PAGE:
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Open access

Ana Podbregar, Tomaž Kocjan, Matej Rakuša, Peter Popović, Manca Garbajs, Katja Goricar, Andrej Janez, and Mojca Jensterle

Most data on the natural history of nonfunctioning adrenal incidentalomas (NFAI) are provided by follow-ups up to 5 years. We conducted a 10.5 (9.1–11.9)-year prospective follow-up study of NFAI in 67 participants (20 (29.9%) males, 47 (70.1%) females) of mean age 57.9 (52.3–63.9) years and BMI 27.42 (24.07–30.56) kg/m2). We also evaluated the associations between baseline BMI and changes of NFAIs’ characteristics at follow-up. Progression to mild autonomous cortisol excess (MACE) was observed in 15 (22 %) patients, with 14 of them having post overnight dexamethasone suppression test (ODST) cortisol between 50 and138 nmol/L and only one > 138 nmol/L. The progression rate was significantly higher in overweight and obese than in normal-weight subjects. Patients that developed MACE had a significantly higher baseline mean cortisol after 1 mg ODST. Tumor enlargement ≥10 mm occurred in 8.9% of patients. In comparison with reports of shorter observational periods, we observed a higher growth rate ≥ 10 mm and higher progression rate from NFAI to MACE, particularly in overweight and obese subjects. All tumors had persistent radiological characteristics typical for adrenal adenoma. We concluded that the duration of the follow-up period is an important factor in characterizing the natural history of NFAI. Higher baseline BMI and higher baseline cortisol after ODST might predict the long-term likelihood of progression in hormonal activity. The magnitudes of observed progressions in growth or hormonal activity were clinically insignificant. Our long-term follow-up, therefore, clearly supports the general view that a long-term monitoring of patients with NFAI is not necessary.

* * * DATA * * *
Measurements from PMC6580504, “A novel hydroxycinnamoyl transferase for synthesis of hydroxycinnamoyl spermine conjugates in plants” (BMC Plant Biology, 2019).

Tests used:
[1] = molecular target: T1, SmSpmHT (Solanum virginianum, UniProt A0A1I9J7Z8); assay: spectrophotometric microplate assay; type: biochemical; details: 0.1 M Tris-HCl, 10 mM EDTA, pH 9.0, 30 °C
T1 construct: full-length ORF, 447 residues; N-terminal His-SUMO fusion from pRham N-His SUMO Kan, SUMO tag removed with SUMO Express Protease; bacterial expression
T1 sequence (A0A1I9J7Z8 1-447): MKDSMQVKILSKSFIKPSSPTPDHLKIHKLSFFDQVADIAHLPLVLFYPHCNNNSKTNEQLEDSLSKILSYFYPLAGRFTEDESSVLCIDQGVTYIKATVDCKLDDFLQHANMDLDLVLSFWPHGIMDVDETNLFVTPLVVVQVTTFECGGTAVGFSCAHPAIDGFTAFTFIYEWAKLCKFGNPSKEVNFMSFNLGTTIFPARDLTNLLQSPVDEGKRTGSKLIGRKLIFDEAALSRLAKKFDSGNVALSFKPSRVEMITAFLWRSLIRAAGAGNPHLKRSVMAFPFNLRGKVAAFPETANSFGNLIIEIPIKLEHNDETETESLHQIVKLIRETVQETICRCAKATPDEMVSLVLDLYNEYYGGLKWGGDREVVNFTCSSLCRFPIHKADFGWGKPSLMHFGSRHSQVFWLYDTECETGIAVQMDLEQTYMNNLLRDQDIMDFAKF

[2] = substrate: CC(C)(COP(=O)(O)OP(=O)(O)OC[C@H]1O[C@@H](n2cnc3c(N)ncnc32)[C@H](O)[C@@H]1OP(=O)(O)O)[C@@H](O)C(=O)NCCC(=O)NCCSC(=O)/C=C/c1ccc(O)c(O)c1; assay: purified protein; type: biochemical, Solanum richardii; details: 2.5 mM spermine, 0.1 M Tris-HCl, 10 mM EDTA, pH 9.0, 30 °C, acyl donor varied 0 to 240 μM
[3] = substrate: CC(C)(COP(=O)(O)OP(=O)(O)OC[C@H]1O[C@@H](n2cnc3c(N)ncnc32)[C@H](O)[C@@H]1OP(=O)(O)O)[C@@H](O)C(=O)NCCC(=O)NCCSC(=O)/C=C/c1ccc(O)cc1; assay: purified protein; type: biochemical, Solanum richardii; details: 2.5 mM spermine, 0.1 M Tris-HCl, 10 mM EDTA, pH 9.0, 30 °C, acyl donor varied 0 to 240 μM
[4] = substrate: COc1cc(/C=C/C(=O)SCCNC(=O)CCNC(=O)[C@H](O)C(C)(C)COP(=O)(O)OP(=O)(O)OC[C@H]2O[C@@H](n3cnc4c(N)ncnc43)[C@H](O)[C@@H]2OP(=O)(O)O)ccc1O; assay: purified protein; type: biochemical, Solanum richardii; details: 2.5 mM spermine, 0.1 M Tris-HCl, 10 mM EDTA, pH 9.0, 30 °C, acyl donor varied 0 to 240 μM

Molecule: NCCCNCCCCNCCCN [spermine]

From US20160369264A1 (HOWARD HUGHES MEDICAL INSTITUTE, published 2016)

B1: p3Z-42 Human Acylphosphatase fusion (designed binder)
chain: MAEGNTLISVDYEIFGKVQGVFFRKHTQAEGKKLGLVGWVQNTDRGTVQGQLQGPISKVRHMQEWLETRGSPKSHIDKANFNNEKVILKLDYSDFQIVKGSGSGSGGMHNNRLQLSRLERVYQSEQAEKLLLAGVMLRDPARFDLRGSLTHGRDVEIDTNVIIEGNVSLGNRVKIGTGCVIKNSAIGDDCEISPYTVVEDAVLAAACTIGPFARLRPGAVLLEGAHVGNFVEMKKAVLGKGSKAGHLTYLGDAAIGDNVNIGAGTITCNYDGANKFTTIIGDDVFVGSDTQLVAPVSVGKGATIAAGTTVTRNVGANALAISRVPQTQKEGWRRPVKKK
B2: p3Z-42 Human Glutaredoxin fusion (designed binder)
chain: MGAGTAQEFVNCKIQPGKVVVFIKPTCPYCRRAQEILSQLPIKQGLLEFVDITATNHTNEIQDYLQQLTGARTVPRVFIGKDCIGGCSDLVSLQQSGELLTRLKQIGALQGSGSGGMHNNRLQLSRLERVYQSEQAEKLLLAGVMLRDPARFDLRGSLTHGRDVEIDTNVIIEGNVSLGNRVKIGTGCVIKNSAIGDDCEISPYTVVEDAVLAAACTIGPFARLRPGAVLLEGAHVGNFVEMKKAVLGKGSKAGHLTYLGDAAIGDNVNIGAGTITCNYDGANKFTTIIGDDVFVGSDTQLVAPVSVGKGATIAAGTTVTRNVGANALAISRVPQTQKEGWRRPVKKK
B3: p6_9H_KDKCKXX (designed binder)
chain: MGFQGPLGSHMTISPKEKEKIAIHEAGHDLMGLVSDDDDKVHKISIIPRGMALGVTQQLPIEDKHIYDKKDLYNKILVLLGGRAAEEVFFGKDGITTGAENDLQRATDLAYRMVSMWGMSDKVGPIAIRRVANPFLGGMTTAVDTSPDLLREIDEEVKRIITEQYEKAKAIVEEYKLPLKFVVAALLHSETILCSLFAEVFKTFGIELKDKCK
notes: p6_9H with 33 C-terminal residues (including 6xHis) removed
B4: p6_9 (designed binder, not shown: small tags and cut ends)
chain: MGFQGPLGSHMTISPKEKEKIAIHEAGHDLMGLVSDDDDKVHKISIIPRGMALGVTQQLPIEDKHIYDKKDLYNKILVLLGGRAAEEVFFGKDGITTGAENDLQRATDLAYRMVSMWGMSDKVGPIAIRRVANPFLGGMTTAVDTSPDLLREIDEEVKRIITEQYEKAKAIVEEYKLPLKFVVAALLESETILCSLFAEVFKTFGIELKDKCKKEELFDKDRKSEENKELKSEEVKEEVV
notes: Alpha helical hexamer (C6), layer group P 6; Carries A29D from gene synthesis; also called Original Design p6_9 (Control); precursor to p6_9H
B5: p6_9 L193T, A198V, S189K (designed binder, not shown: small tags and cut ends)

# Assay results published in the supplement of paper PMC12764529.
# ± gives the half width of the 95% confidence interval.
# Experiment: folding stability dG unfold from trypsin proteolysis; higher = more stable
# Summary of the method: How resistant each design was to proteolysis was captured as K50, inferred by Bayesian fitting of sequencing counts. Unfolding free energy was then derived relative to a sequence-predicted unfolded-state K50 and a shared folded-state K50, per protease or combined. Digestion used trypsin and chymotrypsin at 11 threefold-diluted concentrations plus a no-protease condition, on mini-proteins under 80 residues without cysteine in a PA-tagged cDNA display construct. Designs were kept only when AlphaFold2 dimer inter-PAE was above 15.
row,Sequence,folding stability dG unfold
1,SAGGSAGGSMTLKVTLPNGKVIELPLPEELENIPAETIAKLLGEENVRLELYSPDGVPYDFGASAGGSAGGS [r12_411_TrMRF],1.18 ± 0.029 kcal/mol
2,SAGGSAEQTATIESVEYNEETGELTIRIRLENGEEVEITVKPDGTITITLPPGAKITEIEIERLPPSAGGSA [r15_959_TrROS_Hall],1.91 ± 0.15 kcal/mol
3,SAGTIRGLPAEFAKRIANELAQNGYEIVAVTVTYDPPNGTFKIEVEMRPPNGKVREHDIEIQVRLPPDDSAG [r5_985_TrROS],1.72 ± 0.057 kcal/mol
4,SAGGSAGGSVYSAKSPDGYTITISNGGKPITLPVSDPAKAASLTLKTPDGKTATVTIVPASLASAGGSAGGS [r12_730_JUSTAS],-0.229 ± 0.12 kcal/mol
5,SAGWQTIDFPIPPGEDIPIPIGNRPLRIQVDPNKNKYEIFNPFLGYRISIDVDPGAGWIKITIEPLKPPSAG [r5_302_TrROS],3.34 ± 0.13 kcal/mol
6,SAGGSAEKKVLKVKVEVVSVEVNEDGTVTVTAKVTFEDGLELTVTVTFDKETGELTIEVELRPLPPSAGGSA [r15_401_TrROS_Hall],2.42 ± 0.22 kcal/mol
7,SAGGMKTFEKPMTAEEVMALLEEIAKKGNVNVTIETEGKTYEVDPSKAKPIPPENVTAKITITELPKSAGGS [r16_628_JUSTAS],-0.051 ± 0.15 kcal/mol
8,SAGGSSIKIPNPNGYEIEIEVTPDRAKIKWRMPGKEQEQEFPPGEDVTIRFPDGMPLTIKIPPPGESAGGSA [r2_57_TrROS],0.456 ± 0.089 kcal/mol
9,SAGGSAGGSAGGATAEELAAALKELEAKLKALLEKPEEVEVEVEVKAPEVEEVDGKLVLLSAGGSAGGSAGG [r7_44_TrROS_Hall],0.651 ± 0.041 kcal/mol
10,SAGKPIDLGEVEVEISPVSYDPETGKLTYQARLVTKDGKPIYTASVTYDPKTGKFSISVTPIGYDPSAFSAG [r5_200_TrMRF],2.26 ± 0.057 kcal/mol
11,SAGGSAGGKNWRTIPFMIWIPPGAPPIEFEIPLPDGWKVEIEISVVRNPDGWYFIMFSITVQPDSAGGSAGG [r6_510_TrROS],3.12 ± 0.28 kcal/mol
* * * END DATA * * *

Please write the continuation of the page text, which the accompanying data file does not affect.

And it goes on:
Open access

Lang Qin, Xiaoming Zhu, Xiaoxia Liu, Meifang Zeng, Ran Tao, Yan Zhuang, Yiting Zhou, Zhaoyun Zhang, Yehong Yang, Yiming Li, Yongfei Wang, and Hongying Ye

Introduction

The purpose of the study was to describe lipid profile and explore pathogenetic role of LDL-c on hypertension in patients with Cushing’s disease (CD). Hypertension is a common feature in patients with CD. Previous study found low-density lipoprotein cholesterol (LDL-c) uptake in vascular cells might be involved in vascular remodeling in patients with CD. Therefore, we evaluated the relationship between lipid profile and the blood pressure in patients with CD.

Methods

This retrospective study included 84 patients referred to Huashan Hospital for the evaluation and diagnosis of CD from January 2012 to December 2013. All subjects had detailed clinical evaluation by the same group of endocrinology specialists to avoid subjective influences.